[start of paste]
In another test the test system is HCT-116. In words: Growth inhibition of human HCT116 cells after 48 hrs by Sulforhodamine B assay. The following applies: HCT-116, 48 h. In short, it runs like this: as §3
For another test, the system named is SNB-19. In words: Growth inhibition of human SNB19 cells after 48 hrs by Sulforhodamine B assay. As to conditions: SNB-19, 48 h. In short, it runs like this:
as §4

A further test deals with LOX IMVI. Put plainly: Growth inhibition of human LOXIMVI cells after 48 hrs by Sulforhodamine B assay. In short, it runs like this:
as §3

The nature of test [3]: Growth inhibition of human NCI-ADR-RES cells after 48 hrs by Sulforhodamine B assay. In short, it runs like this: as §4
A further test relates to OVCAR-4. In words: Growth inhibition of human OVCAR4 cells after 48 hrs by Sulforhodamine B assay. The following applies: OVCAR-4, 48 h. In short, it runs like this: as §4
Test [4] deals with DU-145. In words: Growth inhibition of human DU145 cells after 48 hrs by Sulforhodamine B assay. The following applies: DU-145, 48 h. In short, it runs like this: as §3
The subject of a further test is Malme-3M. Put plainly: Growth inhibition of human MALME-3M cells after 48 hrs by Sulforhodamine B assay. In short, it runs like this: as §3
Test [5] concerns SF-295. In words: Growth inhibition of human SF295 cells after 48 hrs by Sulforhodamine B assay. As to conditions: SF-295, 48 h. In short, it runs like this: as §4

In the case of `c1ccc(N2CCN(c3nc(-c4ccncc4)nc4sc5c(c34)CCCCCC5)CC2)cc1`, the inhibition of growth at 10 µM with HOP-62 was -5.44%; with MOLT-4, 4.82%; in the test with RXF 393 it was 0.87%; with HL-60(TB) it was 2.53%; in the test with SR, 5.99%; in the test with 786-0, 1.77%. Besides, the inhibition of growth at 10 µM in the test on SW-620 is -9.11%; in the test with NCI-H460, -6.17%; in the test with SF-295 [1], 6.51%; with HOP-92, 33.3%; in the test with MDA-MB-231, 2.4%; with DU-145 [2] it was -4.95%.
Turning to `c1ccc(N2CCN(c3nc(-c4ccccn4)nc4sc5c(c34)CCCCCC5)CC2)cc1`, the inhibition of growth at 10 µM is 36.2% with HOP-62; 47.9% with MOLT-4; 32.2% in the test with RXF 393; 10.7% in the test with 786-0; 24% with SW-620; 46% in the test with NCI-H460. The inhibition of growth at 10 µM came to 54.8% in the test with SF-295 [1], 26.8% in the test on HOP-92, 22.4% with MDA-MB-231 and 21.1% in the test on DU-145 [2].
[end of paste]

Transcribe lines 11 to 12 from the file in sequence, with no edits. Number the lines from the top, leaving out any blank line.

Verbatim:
In the case of `c1ccc(N2CCN(c3nc(-c4ccncc4)nc4sc5c(c34)CCCCCC5)CC2)cc1`, the inhibition of growth at 10 µM with HOP-62 was -5.44%; with MOLT-4, 4.82%; in the test with RXF 393 it was 0.87%; with HL-60(TB) it was 2.53%; in the test with SR, 5.99%; in the test with 786-0, 1.77%. Besides, the inhibition of growth at 10 µM in the test on SW-620 is -9.11%; in the test with NCI-H460, -6.17%; in the test with SF-295 [1], 6.51%; with HOP-92, 33.3%; in the test with MDA-MB-231, 2.4%; with DU-145 [2] it was -4.95%.
Turning to `c1ccc(N2CCN(c3nc(-c4ccccn4)nc4sc5c(c34)CCCCCC5)CC2)cc1`, the inhibition of growth at 10 µM is 36.2% with HOP-62; 47.9% with MOLT-4; 32.2% in the test with RXF 393; 10.7% in the test with 786-0; 24% with SW-620; 46% in the test with NCI-H460. The inhibition of growth at 10 µM came to 54.8% in the test with SF-295 [1], 26.8% in the test on HOP-92, 22.4% with MDA-MB-231 and 21.1% in the test on DU-145 [2].